'Grizzly II: Revenge': Film Review

Grizzly II Revenge
Courtesy of GBGB International
Didn't Clooney and the others want to pay the blackmail money?

George Clooney, Laura Dern and Charlie Sheen make early career appearances in this never-seen sequel to the 1976 exploitation movie hit.

Don't be fooled by the marketing materials. Yes, Charlie Sheen, George Clooney and Laura Dern do appear in the long unseen Grizzly II: Revenge. But despite their top billing, the three future stars, looking impossibly young, are only onscreen for the first five minutes or so before their characters are killed by the titular beast. That, and the fact that the film went unseen for the next 37 years or so, turned out to be their lucky breaks.

This never-released sequel to 1976's surprisingly successful indie exploitation film Grizzly has long been an object of fascination for genre fans. Unfortunately, the film's excavation doesn't exactly live up to the years of anticipation. Nor does it represent the sort of entertainingly awful B-movie that has served as fodder for drinking games and the likes of Mystery Science Theater 3000. Rather, Grizzly II: Revenge is so bad, it's just bad.

Directed by André Szöts (don't bother looking up his other credits, he doesn't have any), the film, shot in 1983 in Cold War-era Hungary, begins in typical '80s horror movie fashion. Three young people (played by Sheen, Clooney and Dern, in a miracle of providential casting) are cavorting in the woods the night before an outdoor music festival. Not long after Dern strips down to her underwear (naturally), they're attacked by a giant grizzly bear. Or, at least by a cameraman waving hairy arms and wheezing asthmatically.

Cue the Jaws rip-off plot, with Oscar-winner Louise Fletcher (looking embarrassed) in the Murray Hamilton role of a local official determined to keep the news of a killer bear quiet so the music festival can proceed as scheduled; Steve Inwood (Staying Alive) in the Roy Scheider role of a park ranger attempting to make her see reason; and '70s movie mainstay Deborah Raffin (Once is Not Enough) in the Richard Dreyfuss role of a "Director of Bear Management" who utters such pronouncements as "This grizzly is huge, obviously powerful and probably enraged."

To further the Jaws comparison, a Robert Shaw-like bear-hunting expert is eventually called in. He's Bouchard (played in entertainingly hammy fashion by John Rhys-Davies, easily stealing the film), a buckskin jacket-wearing French-Canadian trapper fond of referring to himself in the third person. At first Bouchard is skeptical of the others' dire pronouncements, mocking, "So you got a problem with a little grizzly, huh?" But he quickly sees the light. "Leave this devil bear to Bouchard!" he instructs them. "Come, I got many traps to set!"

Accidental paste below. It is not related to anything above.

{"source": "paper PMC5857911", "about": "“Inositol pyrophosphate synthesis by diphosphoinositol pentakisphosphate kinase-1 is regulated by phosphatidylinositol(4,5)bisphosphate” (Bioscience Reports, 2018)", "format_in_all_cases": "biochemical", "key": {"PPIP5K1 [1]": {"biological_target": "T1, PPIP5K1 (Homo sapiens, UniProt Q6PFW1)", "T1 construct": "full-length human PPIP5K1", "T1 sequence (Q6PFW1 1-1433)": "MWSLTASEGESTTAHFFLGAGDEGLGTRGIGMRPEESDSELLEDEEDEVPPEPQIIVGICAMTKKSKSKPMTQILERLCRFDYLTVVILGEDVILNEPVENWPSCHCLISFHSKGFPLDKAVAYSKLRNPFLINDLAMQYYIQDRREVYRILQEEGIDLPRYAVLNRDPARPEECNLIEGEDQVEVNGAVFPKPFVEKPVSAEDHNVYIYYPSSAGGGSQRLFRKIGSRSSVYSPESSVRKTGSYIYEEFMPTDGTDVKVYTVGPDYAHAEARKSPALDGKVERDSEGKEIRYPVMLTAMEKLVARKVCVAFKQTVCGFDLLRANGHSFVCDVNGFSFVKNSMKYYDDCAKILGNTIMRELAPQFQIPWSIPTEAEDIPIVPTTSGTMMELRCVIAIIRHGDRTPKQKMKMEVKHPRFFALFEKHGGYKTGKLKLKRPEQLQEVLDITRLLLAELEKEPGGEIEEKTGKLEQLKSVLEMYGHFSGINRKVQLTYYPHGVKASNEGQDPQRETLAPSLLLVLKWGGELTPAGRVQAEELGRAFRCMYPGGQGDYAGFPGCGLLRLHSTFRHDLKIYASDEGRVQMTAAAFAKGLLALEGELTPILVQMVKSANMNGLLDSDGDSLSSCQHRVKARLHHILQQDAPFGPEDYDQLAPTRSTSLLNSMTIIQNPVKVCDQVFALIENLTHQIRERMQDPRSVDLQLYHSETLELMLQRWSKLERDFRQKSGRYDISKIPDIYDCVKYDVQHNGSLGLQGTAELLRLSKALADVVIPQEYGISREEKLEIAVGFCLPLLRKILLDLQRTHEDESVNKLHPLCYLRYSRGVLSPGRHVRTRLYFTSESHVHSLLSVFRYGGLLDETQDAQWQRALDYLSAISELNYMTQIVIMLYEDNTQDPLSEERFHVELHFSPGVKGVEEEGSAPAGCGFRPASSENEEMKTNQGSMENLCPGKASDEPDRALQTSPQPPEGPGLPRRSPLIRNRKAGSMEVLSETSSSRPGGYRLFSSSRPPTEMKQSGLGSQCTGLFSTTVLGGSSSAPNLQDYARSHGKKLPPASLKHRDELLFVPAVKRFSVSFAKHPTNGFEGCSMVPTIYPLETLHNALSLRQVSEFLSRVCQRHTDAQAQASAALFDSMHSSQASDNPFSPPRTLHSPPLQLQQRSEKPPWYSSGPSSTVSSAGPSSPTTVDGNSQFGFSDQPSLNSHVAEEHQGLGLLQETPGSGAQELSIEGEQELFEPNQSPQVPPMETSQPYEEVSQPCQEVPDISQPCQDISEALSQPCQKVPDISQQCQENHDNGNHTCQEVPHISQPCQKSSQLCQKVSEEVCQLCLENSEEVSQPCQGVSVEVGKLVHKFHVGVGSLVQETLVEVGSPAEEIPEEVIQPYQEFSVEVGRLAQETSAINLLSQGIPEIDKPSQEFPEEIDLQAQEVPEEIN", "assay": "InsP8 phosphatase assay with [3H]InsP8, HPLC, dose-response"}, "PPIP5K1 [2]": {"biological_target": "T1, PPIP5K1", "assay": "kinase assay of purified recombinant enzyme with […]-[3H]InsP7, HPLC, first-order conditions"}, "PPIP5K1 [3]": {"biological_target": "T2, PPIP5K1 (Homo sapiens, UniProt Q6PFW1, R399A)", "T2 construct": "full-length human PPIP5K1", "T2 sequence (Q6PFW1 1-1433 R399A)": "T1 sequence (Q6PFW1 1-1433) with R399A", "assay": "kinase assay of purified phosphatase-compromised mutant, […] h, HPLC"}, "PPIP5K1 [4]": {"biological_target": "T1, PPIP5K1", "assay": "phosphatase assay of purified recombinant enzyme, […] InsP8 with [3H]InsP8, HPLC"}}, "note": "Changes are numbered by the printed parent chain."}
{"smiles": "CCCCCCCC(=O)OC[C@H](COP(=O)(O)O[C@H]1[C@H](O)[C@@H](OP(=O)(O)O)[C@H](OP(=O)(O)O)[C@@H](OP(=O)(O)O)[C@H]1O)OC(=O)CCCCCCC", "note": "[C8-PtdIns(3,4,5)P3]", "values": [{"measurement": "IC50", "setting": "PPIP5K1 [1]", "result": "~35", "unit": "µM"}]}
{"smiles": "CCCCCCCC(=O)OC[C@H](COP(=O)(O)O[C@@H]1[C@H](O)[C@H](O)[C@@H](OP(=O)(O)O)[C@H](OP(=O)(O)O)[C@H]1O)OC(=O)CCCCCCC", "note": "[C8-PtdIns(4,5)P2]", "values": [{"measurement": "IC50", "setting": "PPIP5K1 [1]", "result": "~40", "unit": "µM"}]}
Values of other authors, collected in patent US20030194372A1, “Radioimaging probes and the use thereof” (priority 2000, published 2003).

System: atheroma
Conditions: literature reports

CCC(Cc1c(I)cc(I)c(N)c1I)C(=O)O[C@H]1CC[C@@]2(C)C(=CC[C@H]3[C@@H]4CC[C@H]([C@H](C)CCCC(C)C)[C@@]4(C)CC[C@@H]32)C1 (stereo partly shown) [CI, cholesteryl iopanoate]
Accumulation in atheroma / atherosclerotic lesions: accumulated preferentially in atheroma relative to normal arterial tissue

Inexplicably, the film seems less concerned with the bear attacks (probably a good thing, since the half-assed creature effects wouldn't pass muster in a 1930s programmer) than the rock concert that dominates the second half. Featuring a gallery of atrocious synth-pop acts, who are even more atrociously costumed (lots of tight short-shorts), the music sequences go on so interminably you begin to suspect that the grizzly was merely an excuse to stage a rock concert for thousands of young Communist-bloc music fans.

Choppily edited to the point of narrative incoherence, Grizzly II: Revenge offers little in the way of genuine scares. It does, however, offer a lot of familiar faces in small roles, including Dick Anthony Williams, Deborah Foreman, Timothy Spall, Jack Starret, Charles Cyphers and Ian McNiece. This version, due to either lost footage or never-shot sequences, runs a scant 68 minutes, plus credits. Consider the brevity a blessing.

Available in theaters and VOD
Production company: GBGB International
Distributor: Gravitas Ventures
Cast: George Clooney, Laura Dern, Charlie Sheen, Louise Fletcher, John Rhys-Davies, Steve Inwood, Edward Meeks, Deborah Raffin, Dick Anthony Williams, Deborah Foreman
Director: André Szöts
Screenwriters: Joanne McCall David Sheldon
Producer/executive producer: Suzanne Csikos Nagy
Director of photography: Jean Badal
Editors: Brandon Adler, Matthew A. Handal, Alec Styborski

74 min.